Venezuela prosecutor moves to silence popular opposition leader

Venezuela prosecutor moves to silence popular opposition leader

Wednesday, January 30, 2019

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CARACAS, Venezuela (AP) — Venezuela’s chief prosecutor yesterday asked the country’s top court to ban opposition leader Juan Guaido from leaving the country, launching a criminal probe into his anti-government activities while international pressure builds against President Nicolas Maduro.

Attorney General Tarek William Saab made his request to the government-stacked Supreme Court, and also asked it to block Guaido’s financial accounts.

Saab didn’t specify what crimes Guaido is being investigated for, but said the probe is tied to unrest sparked by his decision to declare himself interim president last week in a direct challenge to Maduro’s authority.

Guaido said outside the National Assembly building that he’s aware of personal risks, but added, “Venezuela is set on change, and the world is clearly conscious of what’s happening”.

“I don’t underestimate the threat of persecution at the moment,” he added, “but here we are.”

While rights monitors say hundreds of demonstrators have been arrested in recent days, Guaido has so far avoided arrest, while making occasional and brief public appearances. US National Security Adviser John Bolton has warned that any harm to Guaido or the National Assembly he presides over would be considered a “grave assault” and be met with a “significant response”, without specifying what.

Opening a case against Guaido comes as international pressure mounts against Maduro’s Government from the United States, which earlier in the day handed control over Venezuela’s US bank accounts to Guaido. Russia announced it expects Venezuela to have problems paying its debts.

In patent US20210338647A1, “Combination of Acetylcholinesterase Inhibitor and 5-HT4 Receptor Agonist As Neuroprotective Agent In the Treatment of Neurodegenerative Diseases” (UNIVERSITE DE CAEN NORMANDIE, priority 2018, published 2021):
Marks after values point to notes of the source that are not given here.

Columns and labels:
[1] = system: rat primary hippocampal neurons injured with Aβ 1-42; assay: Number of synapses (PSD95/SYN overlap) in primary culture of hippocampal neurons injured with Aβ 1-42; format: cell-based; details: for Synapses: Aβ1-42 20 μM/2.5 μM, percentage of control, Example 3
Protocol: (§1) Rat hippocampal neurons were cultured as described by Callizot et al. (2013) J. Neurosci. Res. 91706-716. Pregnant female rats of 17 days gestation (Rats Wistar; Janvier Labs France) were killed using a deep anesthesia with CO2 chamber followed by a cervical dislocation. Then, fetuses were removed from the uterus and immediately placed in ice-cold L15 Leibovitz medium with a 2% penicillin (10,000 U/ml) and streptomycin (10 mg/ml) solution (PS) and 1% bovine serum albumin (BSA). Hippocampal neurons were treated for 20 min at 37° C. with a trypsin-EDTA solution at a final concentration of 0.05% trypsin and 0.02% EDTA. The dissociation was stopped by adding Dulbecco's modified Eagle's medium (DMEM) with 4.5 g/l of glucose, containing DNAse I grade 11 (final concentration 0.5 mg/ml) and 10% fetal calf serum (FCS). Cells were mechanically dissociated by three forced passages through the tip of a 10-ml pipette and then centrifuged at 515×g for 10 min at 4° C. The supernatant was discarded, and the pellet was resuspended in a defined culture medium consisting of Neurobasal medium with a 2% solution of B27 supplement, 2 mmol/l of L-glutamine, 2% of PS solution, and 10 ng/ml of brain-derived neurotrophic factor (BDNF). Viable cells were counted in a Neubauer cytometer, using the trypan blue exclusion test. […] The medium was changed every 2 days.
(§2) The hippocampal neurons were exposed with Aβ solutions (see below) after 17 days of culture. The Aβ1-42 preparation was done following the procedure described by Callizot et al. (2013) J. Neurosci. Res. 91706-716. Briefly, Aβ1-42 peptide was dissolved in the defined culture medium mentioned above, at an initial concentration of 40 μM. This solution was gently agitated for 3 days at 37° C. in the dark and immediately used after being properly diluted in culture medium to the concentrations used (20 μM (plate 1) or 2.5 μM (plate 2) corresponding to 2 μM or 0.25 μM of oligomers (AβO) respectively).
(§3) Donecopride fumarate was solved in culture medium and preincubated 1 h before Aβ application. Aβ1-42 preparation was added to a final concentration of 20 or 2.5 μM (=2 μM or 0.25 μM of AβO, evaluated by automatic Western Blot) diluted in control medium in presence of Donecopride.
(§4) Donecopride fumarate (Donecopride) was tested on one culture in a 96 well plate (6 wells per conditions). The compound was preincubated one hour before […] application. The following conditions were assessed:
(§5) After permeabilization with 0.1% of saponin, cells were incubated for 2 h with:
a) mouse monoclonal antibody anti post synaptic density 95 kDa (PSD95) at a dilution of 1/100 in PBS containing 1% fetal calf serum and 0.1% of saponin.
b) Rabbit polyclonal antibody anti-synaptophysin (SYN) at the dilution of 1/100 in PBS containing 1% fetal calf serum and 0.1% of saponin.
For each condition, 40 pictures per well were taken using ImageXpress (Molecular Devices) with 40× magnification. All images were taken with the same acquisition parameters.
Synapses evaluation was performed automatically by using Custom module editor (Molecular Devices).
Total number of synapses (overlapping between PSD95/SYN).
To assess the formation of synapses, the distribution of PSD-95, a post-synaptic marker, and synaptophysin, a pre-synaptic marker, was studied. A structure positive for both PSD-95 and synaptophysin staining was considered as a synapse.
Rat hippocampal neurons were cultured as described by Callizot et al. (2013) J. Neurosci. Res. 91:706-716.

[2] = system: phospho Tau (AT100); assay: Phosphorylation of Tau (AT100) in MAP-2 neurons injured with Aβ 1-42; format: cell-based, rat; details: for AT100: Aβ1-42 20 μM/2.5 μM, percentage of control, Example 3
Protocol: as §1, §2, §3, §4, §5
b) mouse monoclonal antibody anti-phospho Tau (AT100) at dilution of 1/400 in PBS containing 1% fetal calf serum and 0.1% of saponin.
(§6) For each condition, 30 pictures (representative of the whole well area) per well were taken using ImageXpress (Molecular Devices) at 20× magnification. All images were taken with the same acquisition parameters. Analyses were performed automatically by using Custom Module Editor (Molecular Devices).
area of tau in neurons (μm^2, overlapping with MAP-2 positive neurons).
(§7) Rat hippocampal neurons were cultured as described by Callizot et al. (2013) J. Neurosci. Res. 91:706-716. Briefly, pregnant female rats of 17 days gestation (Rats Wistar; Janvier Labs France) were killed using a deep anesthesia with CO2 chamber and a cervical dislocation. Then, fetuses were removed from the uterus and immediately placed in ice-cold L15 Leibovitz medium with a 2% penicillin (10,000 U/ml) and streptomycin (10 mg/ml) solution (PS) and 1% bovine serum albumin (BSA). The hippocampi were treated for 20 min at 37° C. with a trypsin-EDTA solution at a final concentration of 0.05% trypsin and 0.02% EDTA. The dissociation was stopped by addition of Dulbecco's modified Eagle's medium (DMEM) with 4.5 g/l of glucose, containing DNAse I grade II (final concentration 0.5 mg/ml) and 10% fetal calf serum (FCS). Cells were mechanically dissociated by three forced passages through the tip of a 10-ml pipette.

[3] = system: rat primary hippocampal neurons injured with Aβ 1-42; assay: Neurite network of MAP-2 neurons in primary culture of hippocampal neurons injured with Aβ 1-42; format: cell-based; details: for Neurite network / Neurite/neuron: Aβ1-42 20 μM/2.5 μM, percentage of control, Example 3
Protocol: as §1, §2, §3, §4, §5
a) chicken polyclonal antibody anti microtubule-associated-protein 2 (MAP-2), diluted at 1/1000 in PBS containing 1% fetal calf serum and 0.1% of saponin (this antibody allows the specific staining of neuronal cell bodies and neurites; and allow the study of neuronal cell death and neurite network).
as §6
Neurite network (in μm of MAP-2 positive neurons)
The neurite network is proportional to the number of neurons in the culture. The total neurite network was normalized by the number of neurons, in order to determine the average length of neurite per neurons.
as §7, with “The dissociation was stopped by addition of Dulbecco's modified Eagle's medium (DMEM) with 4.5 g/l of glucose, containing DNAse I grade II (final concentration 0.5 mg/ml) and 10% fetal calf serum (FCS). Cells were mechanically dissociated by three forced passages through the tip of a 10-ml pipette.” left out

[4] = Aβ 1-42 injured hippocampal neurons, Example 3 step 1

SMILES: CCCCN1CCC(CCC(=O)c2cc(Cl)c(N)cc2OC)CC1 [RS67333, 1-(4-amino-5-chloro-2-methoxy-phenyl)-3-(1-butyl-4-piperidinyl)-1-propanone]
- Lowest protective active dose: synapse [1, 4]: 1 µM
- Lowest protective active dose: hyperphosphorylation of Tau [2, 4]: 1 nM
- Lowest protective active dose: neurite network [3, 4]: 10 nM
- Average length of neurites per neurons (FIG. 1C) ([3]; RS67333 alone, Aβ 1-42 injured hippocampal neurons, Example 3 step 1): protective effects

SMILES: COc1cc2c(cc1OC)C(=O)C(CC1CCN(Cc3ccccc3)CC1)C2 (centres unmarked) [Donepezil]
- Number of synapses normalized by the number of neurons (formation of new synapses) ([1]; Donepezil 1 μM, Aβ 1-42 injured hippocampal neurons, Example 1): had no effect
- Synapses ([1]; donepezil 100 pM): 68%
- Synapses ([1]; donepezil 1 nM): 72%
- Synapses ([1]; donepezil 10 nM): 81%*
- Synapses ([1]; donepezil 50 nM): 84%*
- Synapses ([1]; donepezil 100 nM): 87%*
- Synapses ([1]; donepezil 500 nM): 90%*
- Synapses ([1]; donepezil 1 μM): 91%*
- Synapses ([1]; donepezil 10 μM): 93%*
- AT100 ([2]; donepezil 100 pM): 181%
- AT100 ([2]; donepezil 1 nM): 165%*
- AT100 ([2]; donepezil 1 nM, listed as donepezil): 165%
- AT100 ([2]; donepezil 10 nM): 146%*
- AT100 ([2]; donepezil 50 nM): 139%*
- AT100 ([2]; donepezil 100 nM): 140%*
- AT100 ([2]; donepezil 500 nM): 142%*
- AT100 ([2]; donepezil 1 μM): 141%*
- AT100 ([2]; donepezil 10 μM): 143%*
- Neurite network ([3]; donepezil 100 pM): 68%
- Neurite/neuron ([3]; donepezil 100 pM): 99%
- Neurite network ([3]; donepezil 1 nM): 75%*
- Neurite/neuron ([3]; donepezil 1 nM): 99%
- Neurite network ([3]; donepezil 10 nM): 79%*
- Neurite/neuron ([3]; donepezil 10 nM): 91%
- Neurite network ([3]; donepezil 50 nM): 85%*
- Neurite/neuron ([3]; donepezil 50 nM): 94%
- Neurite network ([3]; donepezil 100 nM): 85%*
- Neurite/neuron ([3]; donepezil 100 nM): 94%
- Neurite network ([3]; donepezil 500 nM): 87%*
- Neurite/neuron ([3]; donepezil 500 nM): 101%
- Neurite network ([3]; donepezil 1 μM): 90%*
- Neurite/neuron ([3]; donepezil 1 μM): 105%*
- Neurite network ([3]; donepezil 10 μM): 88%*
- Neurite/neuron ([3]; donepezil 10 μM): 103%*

US Secretary of State Mike Pompeo certified that Guaido, the congressional leader who has declared himself interim president, has authority to take control of bank accounts that Venezuela’s Government has in the Federal Reserve Bank of New York or any other US-insured banks.

Pompeo said the certification will “help Venezuela’s legitimate Government safeguard those assets for the benefit of the Venezuelan people.”

Guaido has been recognised as the nation’s rightful leader by two dozen nations that contend the re-election of socialist President Nicolas Maduro was a sham, in part because his strongest opponents were barred from running.

Violent street demonstrations erupted last week when Guaido, during a massive opposition rally in Caracas, declared that he had assumed presidential powers and planned to hold fresh elections, ending Maduro’s “dictatorship”.

The United States, Brazil, Canada, Colombia, Argentina, Peru, Ecuador and Paraguay have officially acknowledged Guaido as the legitimate interim head of Venezuela, while countries including Russia and China back Maduro.

 

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